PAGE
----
Then he anticipates the “Peace Tax Fund” idea, or something like it:
…to refuse the payment of such when even a lesser part be mixed for war before we applied to the authority to separate them would not at present be my place, but probably before that time come when the lesser part will be for war friends may be agreed to ask a separation which, if it should be refused, we might be united in refusing even those the greater part of which may be for civil uses.
Joshua Maule sparred with other Friends about this issue. When the government added a war surtax to the regular tax bill, many Quakers were untroubled by paying it: although it bore the name of a war tax, it was collected in the same way as the general tax they’d been paying all along, and like that tax, it was deposited in the general fund and spent at the whim of the legislature. But Maule felt that by calling it a war surtax, the government had brought it into inevitable conflict with the Quaker conscience, and he lashed out at more accommodating Friends. “[T]hat [tax] for the war and bounty was not mixed with any other,” he wrote, “until those who paid it voluntarily mixed it themselves and thereby made it their own act to pay the price for men to go forth to the field of human slaughter.” The way Maule figured it:
[I]f I owe a just debt, I must pay it; if the person receiving the money uses it for a bad purpose, the accountability is with him; but if he demand money of me avowedly to be used in any way to the plundering of my neighbor, destroying his property, or taking his life, then if I furnish money thus demanded I become an accomplice in the evil work and accountable for the sin. I consider our civil taxes a just debt that should be promptly paid, but I am satisfied that no human authority has either a moral or a religious right to demand of me money or means of any kind to aid in destroying the lives and property of my fellow-men.
But note that Maule only refused to pay the surtax — that portion of his total tax that was “avowedly” being raised for war. Certainly, though, the government was “avowing,” with every budget, that it was going to be spending some portion of both the surtax and the regular tax on the very same things. And so those who disagreed with Maule shot back that he was playing plenty of money “to aid in destroying the lives and property of [his] fellow-men” and he knew it, so won’t he please give it a rest. Nathan Hall put it well when he wrote to Maule:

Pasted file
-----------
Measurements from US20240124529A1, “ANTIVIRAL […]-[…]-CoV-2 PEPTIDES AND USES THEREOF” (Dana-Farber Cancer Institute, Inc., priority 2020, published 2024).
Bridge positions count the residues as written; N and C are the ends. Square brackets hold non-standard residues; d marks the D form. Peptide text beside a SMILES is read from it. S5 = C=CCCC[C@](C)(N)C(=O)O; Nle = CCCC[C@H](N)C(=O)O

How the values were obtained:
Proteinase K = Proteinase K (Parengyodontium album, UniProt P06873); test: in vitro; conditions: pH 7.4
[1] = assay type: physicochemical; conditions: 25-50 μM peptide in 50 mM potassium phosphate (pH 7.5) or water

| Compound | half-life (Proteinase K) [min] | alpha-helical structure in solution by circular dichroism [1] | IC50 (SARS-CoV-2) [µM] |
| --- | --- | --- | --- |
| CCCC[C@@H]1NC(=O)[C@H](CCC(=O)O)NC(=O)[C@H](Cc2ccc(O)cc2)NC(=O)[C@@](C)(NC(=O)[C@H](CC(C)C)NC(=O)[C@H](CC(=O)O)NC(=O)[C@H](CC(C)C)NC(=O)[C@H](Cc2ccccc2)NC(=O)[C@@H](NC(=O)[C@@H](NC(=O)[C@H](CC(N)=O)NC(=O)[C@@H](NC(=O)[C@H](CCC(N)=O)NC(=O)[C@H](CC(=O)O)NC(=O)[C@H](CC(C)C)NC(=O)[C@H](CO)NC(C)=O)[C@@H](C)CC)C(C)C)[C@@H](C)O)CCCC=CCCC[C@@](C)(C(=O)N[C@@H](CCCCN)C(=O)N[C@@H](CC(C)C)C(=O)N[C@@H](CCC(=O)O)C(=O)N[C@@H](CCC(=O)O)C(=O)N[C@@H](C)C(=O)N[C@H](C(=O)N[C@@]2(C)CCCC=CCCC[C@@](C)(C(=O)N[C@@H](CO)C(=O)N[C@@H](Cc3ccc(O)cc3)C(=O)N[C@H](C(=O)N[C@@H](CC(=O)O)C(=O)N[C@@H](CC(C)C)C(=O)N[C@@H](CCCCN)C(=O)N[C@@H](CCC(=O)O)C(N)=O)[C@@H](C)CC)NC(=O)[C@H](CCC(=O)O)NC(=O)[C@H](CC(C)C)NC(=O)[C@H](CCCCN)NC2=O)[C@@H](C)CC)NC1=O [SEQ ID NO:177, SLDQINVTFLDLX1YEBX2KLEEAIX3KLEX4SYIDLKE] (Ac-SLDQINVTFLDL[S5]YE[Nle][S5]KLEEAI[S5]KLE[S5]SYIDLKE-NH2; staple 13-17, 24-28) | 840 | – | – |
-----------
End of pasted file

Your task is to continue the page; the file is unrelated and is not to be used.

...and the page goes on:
[W]hether we pay less or more of that tax, a certain proportion of it goes for military or war purposes; and it avails nothing to say: “We did not pay it for that purpose, and if wicked and bad men so apply it, it is their lookout, not ours.” We can say that of all the tax as well as a part.
If the law had said so many dollars to be raised for war purposes, instead of such a portion of each and every dollar, it would have been plain and not a mixed tax. Such is not the case; it is all collected together and thrown into one general treasury, where it remains till it is apportioned out for the different purposes designated by the law. There might be as many different classes of objectors or withholders of tax as there are purposes for which it is appropriated, and the officers of government know nothing of the nature or cause of any of them; they would only know there was a deficiency, and apply that on hand in due proportions for their different purposes, and the deficiency, when collected, in like manner. To illustrate it more fully I will suppose a case which I believe is strictly parallel, thus: We both have a testimony against the use of ardent spirits, but are, being very thirsty, placed in a situation where we can get no water except some that has a small portion of whiskey in it. Being under the necessity of taking something, you may, by inquiry and calculation, find what proportion of the objectionable article is contained in it, and leave just that much in your bowl; while my understanding will be that in partaking I partake of both good and bad, and in refusing refuse both. So that with me the question is and has been, not what portion I should pay so much as whether any at all.
When I was speaking at the Abundance League a while back about my tax resistance, one horrified liberal — alarmed at the enthusiasm those around her were showing for the stand I’d taken — launched into a defense of government spending on things like roads and general infrastructure. I thought what a shame it was that such valuable things as these had to be bought at such high prices from their monopoly supplier so as to support their “one Iraq war free with purchase” promotion deal.